Critique 265:Alcohol consumption and breast cancer prognosis after breast cancer diagnosis: a systematic review and meta‑analysis of the Japanese Breast Cancer Society Clinical Practice Guideline, 2022 edition
Nomura T, Kawai M, Fukuma Y, Koike Y, Ozaki S, Iwasaki M, Yamamoto S, Takamatsu K, Okamura H, Arai M, Ootani S, Iwata H, Saji S. Breast Cancer. 2023. https://doi.org/10.1007/s12282-023-01455-4
Alcohol consumption is internationally recognized as one of the compelling risk factors for breast cancer, but it does not necessarily correlate with the prognosis of breast cancer patients. Alcohol consumption in breast cancer patients was addressed in the 2022 Breast Cancer Clinical Practice Guidelines. A systematic review and meta-analysis of epidemiological studies on alcohol consumption and breast cancer recurrence, breast cancer-related mortality, all-cause mortality, and cardiovascular disease mortality in breast cancer patients was performed. The PubMed, Cochrane Library, and Ichushi-Web databases were searched for relevant publications reporting cohort or case–control studies published until March 2021. A total of 33 studies (32 cohort studies and 1 case–control study) met the eligibility criteria; 4638 cases of recurrence, 12,209 cases of breast cancer-specific mortality, and 21,945 cases of all-cause mortality were observed. With regard to breast cancer recurrence, 7 studies assessed pre-diagnosis alcohol consumption (relative risk (RR) 1.02, 95% confidence interval (95% CI) 0.77–1.37, p = 0.88) and 3 studies assessed post-diagnosis alcohol consumption (RR 0.96, 95% CI 0.85–1.10, p = 0.57), and no significant increase or decrease in risk was observed. With regard to breast cancer-related mortality, 19 studies assessed pre-diagnosis alcohol consumption (RR 1.02, 95% CI 0.93–1.11, p = 0.69), 9 studies assessed post-diagnosis alcohol consumption (RR 0.96, 95% CI 0.77–1.19, p = 0.70), and no significant increase or decrease in risk was observed. With regard to all-cause mortality, 18 studies assessed pre-diagnosis alcohol consumption (RR 0.90, 95% CI 0.82–0.99, p = 0.02), 8 studies assessed post-diagnosis alcohol consumption (RR 0.88, 95% CI 0.74–1.02, p = 0.08), and pre-diagnosis alcohol consumption was associated with a significantly decreased risk. With regard to cardiovascular disease mortality and alcohol consumption, 2 studies assessed it, and the RR was 0.47 (95% CI 0.28–0.79, p = 0.005), showing that alcohol consumption was associated with a significantly decreased risk. The limitations of this study are that drinking status was mainly based on a questionnaire survey, which is somewhat inaccurate and has many confounding factors, and the cut-off value for the maximum alcohol intake in many studies was low, and it is possible that the actual intake was only an appropriate amount. In many countries, a standard drinking amount is set, and wise decisions are required.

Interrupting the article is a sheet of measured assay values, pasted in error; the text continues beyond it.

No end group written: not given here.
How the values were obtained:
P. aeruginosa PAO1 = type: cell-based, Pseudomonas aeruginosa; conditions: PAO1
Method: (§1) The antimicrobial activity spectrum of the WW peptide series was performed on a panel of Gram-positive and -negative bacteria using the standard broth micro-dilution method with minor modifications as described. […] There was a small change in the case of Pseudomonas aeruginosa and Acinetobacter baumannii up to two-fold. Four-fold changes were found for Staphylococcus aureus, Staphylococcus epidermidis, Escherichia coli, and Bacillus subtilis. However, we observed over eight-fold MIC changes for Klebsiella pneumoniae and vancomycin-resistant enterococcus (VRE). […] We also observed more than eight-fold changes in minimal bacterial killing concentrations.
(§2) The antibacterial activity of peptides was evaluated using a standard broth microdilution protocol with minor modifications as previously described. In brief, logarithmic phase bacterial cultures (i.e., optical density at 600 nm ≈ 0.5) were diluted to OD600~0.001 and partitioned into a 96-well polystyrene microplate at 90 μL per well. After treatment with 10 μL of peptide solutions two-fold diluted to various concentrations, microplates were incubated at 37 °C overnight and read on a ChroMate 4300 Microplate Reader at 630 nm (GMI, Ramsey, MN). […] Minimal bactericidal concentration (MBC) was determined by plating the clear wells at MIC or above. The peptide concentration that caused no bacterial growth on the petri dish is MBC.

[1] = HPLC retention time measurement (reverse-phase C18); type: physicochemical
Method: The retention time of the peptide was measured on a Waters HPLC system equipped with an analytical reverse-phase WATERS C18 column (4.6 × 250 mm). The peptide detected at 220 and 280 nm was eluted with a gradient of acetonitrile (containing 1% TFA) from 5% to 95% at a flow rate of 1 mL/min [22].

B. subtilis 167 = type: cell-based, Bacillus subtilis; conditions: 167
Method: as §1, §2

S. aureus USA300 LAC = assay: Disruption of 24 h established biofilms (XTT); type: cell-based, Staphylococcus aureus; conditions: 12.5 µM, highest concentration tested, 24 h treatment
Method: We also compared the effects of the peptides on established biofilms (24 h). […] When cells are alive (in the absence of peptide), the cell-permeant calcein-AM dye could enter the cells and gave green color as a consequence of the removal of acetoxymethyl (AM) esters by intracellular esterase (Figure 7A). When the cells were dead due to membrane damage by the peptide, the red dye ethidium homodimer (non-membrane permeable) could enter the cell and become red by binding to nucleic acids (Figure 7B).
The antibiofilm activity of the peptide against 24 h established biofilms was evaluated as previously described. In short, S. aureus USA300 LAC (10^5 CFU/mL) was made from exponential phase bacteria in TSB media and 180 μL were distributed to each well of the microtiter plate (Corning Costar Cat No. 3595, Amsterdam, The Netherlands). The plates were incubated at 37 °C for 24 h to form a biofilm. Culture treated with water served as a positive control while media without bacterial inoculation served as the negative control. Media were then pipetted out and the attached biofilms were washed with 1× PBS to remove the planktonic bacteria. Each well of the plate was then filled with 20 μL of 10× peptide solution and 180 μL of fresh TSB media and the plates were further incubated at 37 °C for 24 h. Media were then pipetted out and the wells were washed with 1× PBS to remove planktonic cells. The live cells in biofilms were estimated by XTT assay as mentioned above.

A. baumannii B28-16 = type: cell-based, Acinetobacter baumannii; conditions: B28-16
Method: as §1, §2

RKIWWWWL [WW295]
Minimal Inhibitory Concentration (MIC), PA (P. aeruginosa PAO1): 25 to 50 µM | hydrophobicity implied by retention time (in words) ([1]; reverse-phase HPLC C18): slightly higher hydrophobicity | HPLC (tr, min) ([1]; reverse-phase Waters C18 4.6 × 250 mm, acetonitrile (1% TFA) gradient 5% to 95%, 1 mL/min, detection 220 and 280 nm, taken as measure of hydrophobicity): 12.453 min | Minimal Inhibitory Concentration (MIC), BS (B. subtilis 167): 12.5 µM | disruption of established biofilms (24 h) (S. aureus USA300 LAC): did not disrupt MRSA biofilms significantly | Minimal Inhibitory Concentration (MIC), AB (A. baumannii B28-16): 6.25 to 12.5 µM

Background including previous results
ISFAR has previously reviewed 19 papers on associations between alcohol consumption and incidence of breast cancer, which is the most commonly occurring cancer in women and the most common cancer overall. There were more than 2.26 million new cases of breast cancer in women in 2020 (https://www.wcrf.org/cancer-trends/breast-cancer-statistics/).
Alcohol consumption is recognized as one of the risk factors contributing to breast cancer incidence. This association has been observed for both pre- and post-menopausal women of all ages, and is observed to be independent of the type of alcoholic beverage consumed (Rosenberg et al. 1993, Longnecker 1994, Hamajima et al. 2003, Petri et al. 2004, Key et al. 2006). The association with may also be more significant for certain subtypes of breast cancer for example, hormone-sensitive rather than hormone-insensitive subtypes (Millikan et al. 2008, Dolle et al. 2009, Kwan et al. 2009, Li et al. 2010, Kabat et al. 2011).
The increased risk of breast cancer from alcohol consumption is additive to the other risk factors. The other risk factors are genetic, environmental including age of menarche, childbearing, breastfeeding and hormone replacement therapy, and lifestyle including diet and exercise; these contribute more heavily to the overall breast cancer risk.
Much attention has been focused on alcohol consumption, however, since it is a modifiable lifestyle factor and may, therefore, be more easily ‘managed’ and ‘changed’ to reduce the risk for this cancer.
The association between alcohol consumption and incidence of breast cancer has long been a topic of research and initially yielded contradictory results. The first purported positive association between alcohol consumption and breast cancer was reported in 1977 by Williams and Horn. The results showed strong evidence of a dose-response relation; however, the slope of the dose-response curve was quite modest.